Here are basic facts and FAQs about Central America migration, how World Vision addresses root causes of poverty there, and how you can help. One program raising promise among vulnerable youth in Central America is Youth Ready. Through this approach, we help young people discover their potential, develop specific career and life skills, establish support networks, build character and confidence, and plan for their future in their communities. This is work is made possible, largely because of child sponsorship.
Why World Vision is in Guatemala
Guatemala faces extensive corruption among leaders and politicians. Injustice issues are becoming increasingly prominent, even making global news, and the problems are far-reaching. Instability and uncertainty have a big impact on politics and the economy. Gangs and extortion groups control many regions of Guatemala. Though recent attention on tragedies and human rights violations has provoked changes, injustice and abuse interrupt the lives of many children and youth. Child malnutrition is prevalent as well—eight in 10 kids who die from malnutrition are less than 2 years old. Thanks to your support, we’re providing life-saving treatment for children under 5 who suffer from preventable illness. We’re establishing dozens of offices for child protection, and they’re already handling hundreds of abuse cases against vulnerable children. We’re also ensuring full vaccinations for children and increasing literacy rates. In one impoverished community, kids are experiencing healing and hope through music and art programs. Together, we’re helping the most vulnerable children transform oppression into opportunities.
We never give up on people
World Vision child sponsorship looks at all the things that prevent children from surviving and thriving in their community, and then works with that community to bring all the pieces of the puzzle together to build a better life for all children. For sponsors, it’s a personal way to show God’s love to a child in need in a life-changing way.
Progress in Guatemala
Thanks to the generous support of donors, we’re making great progress toward the well-being of children and their families.
Child Protection and Care
Boys and girls are safe and valued, well cared for by their families, and participating in their communities as agents of transformation.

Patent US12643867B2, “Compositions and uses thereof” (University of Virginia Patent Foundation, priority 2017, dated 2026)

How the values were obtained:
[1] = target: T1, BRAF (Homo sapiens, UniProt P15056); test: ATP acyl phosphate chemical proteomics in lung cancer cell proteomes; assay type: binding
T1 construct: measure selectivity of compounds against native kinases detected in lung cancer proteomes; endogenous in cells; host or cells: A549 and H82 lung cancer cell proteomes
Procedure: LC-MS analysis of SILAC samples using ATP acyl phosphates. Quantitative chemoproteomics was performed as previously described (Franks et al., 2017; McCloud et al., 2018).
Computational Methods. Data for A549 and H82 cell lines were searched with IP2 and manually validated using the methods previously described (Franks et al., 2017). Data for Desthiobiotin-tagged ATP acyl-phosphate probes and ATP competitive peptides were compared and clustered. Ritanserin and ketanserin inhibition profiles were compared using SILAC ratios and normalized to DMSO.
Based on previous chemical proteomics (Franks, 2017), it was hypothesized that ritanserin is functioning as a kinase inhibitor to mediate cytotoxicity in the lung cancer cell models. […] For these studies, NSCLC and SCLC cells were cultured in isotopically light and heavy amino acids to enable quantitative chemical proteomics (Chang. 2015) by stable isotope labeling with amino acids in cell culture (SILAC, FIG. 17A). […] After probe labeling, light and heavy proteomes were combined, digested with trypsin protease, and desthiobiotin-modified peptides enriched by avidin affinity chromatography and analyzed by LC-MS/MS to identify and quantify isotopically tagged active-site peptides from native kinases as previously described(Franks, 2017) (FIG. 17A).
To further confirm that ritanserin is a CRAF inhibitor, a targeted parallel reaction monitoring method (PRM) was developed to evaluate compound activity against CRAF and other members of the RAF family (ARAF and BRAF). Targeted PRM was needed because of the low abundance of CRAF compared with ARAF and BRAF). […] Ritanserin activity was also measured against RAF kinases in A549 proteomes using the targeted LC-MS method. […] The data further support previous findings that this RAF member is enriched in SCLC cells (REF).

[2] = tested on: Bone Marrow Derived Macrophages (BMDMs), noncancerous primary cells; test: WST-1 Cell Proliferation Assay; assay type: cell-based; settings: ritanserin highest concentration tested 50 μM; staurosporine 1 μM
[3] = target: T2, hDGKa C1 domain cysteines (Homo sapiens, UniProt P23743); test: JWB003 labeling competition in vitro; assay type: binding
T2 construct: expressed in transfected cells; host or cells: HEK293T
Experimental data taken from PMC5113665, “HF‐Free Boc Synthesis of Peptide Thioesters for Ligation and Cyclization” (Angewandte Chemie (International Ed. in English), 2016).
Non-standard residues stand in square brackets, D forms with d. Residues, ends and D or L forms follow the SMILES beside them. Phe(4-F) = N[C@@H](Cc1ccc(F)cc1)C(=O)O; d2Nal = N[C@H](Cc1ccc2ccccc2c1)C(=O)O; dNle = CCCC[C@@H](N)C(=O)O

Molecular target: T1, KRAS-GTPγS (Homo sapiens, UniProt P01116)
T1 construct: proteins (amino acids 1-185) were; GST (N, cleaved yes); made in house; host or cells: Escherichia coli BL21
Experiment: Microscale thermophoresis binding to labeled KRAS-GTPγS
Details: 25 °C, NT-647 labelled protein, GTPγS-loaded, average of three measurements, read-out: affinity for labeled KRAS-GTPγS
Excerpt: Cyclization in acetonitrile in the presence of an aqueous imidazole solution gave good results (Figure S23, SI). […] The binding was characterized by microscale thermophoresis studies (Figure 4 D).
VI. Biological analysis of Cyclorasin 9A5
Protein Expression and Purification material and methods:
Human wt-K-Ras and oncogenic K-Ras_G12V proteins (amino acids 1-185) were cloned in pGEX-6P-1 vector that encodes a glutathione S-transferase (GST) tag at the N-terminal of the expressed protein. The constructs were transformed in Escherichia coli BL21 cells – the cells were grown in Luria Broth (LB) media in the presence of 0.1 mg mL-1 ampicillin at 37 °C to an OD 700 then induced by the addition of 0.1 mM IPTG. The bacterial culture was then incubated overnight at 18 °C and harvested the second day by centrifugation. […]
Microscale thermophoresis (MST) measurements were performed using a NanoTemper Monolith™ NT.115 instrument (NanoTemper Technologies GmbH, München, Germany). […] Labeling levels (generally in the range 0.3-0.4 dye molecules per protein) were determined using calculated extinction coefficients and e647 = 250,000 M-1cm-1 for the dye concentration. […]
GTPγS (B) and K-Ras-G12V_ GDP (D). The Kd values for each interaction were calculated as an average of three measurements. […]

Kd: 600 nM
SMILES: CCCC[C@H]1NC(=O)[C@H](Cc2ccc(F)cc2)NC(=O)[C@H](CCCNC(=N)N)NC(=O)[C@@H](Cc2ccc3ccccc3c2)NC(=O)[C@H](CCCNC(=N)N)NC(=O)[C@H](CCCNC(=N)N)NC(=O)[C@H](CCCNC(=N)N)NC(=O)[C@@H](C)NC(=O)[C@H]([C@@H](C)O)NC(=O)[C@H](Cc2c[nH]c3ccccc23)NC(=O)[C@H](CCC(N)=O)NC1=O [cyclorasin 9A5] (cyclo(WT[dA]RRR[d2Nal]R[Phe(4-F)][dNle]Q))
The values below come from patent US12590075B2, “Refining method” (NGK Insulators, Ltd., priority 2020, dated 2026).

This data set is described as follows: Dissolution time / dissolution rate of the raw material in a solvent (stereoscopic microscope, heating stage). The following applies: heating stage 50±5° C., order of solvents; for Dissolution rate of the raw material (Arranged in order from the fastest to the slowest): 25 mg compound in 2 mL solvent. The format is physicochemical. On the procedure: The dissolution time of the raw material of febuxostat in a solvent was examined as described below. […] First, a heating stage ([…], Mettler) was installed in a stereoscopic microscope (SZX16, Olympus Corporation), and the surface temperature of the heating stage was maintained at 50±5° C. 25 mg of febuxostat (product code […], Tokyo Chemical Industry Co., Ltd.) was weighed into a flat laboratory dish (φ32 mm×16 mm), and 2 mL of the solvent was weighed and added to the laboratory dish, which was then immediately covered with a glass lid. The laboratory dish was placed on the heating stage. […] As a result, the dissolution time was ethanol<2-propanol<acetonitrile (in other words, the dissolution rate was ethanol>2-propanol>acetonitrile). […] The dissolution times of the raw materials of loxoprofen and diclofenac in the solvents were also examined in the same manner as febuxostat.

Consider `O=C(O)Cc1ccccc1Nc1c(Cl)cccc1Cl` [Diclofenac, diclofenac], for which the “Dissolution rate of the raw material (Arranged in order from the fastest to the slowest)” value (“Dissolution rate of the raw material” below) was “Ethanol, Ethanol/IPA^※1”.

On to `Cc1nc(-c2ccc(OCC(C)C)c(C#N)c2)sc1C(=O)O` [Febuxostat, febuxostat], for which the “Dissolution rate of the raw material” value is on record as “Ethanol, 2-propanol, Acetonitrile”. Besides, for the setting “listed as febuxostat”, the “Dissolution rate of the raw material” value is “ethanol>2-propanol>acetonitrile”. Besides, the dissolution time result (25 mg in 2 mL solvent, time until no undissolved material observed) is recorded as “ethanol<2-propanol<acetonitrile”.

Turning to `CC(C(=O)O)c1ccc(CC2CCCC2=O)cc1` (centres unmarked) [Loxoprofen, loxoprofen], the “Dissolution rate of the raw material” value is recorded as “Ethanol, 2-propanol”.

- World Vision is helping to make communities safe for children, protecting them from child abuse. Parents participated in trainings where they learned about positive discipline and how to improve relationships with their children.
Healthy Children and Families
Children and families are well nourished, protected from infection and disease, and have access to essential health services.
- In Guatemala, parents learned how to keep their children strong and healthy through education sessions on vaccinations, good hygiene, and how to prepare more nutritious meals through family gardens.
- To protect children from respiratory diseases, families used more fuel efficient stoves that produce less smoke, reducing the chance of contracting illnesses like pneumonia.
Education for Better Lives
Children have opportunities to learn and to develop their talents, young people are equipped for the future, and families and communities support children's education.
- In Guatemala, more young children are prepared for primary school after attending pre-schools that provide age-appropriate stimulation and education.
- Children's reading comprehension and literacy skills are improving through new teaching methods, dedicated reading spaces in schools, and community reading festivals.
Prayer Requests from Guatemala
World Vision's staff in Guatemala are asking us to join them in prayer for the following:
Our youth to find development opportunities through our programs and are pulled out of violence and poverty.
Hearts of decision makers are sensitized so that children's well-being is prioritized.
News from Guatemala
A catastrophic eruption of Guatemala’s Fuego volcano on June 3 affected more than 1.7 million people. World Vision is helping children and families in affected areas.
The mosquito-borne Zika virus can cause microcephaly and other serious birth defects. Though the disease has faded from the news since its most recent outbreak in 2015, Zika remains a risk in dozens of countries and territories in the Americas. Learn facts about Zika, the latest outbreak, and future threats.
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